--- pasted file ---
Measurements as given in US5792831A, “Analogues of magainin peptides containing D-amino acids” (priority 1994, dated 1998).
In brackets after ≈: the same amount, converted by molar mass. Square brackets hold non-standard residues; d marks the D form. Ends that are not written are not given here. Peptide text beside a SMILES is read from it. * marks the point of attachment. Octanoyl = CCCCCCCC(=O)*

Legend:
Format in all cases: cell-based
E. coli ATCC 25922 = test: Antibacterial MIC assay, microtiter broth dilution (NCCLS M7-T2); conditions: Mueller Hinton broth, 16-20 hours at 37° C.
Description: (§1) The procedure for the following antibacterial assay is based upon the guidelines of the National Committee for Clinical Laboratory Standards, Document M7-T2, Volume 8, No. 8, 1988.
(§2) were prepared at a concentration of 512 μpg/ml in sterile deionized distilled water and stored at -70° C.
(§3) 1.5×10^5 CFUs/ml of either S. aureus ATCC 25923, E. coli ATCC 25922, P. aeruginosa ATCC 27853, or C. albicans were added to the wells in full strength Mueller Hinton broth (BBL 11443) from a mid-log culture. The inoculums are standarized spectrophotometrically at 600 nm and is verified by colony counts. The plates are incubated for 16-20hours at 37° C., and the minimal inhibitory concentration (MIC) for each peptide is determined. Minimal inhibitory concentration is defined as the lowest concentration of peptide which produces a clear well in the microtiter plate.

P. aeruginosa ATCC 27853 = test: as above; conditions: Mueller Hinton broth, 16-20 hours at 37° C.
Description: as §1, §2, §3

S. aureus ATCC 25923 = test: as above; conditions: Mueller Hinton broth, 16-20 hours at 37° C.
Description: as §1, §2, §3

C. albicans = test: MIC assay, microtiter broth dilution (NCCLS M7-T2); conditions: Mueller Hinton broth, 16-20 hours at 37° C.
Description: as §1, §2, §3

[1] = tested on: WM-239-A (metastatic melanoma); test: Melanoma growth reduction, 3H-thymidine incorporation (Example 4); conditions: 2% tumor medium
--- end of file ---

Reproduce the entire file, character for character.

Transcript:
Measurements as given in US5792831A, “Analogues of magainin peptides containing D-amino acids” (priority 1994, dated 1998).
In brackets after ≈: the same amount, converted by molar mass. Square brackets hold non-standard residues; d marks the D form. Ends that are not written are not given here. Peptide text beside a SMILES is read from it. * marks the point of attachment. Octanoyl = CCCCCCCC(=O)*

Legend:
Format in all cases: cell-based
E. coli ATCC 25922 = test: Antibacterial MIC assay, microtiter broth dilution (NCCLS M7-T2); conditions: Mueller Hinton broth, 16-20 hours at 37° C.
Description: (§1) The procedure for the following antibacterial assay is based upon the guidelines of the National Committee for Clinical Laboratory Standards, Document M7-T2, Volume 8, No. 8, 1988.
(§2) were prepared at a concentration of 512 μpg/ml in sterile deionized distilled water and stored at -70° C.
(§3) 1.5×10^5 CFUs/ml of either S. aureus ATCC 25923, E. coli ATCC 25922, P. aeruginosa ATCC 27853, or C. albicans were added to the wells in full strength Mueller Hinton broth (BBL 11443) from a mid-log culture. The inoculums are standarized spectrophotometrically at 600 nm and is verified by colony counts. The plates are incubated for 16-20hours at 37° C., and the minimal inhibitory concentration (MIC) for each peptide is determined. Minimal inhibitory concentration is defined as the lowest concentration of peptide which produces a clear well in the microtiter plate.

P. aeruginosa ATCC 27853 = test: as above; conditions: Mueller Hinton broth, 16-20 hours at 37° C.
Description: as §1, §2, §3

S. aureus ATCC 25923 = test: as above; conditions: Mueller Hinton broth, 16-20 hours at 37° C.
Description: as §1, §2, §3

C. albicans = test: MIC assay, microtiter broth dilution (NCCLS M7-T2); conditions: Mueller Hinton broth, 16-20 hours at 37° C.
Description: as §1, §2, §3

[1] = tested on: WM-239-A (metastatic melanoma); test: Melanoma growth reduction, 3H-thymidine incorporation (Example 4); conditions: 2% tumor medium